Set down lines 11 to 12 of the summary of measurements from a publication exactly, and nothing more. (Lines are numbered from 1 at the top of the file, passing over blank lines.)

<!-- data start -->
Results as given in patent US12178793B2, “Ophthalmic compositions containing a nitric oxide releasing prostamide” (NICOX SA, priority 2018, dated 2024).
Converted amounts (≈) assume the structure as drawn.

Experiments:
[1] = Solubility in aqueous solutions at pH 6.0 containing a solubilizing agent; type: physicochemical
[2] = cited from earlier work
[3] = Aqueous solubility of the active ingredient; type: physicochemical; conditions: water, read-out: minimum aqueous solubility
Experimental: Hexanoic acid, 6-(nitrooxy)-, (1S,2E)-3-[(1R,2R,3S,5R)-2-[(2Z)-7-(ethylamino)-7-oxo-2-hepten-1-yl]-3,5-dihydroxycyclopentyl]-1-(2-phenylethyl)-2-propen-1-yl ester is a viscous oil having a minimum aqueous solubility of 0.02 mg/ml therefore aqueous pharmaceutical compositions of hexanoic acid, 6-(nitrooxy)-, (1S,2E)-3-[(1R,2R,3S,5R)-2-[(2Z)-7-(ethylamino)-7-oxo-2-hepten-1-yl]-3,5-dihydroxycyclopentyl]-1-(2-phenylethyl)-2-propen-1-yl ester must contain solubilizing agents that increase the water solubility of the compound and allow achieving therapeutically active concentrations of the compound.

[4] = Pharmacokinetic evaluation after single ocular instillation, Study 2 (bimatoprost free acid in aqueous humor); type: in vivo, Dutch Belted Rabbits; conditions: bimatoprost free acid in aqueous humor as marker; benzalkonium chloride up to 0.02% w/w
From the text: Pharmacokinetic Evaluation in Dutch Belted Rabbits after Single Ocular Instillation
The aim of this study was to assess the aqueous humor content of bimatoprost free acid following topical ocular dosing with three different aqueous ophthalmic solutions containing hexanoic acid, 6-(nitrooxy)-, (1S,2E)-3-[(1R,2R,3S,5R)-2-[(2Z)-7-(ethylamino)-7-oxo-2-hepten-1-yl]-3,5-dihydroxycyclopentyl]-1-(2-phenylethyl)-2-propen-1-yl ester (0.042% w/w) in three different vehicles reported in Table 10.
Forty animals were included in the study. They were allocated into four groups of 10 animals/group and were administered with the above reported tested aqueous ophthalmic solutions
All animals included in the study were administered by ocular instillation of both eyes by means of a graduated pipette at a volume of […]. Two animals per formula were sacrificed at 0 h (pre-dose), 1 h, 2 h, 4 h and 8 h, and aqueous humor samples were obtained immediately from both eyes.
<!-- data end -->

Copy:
Forty animals were included in the study. They were allocated into four groups of 10 animals/group and were administered with the above reported tested aqueous ophthalmic solutions
All animals included in the study were administered by ocular instillation of both eyes by means of a graduated pipette at a volume of […]. Two animals per formula were sacrificed at 0 h (pre-dose), 1 h, 2 h, 4 h and 8 h, and aqueous humor samples were obtained immediately from both eyes.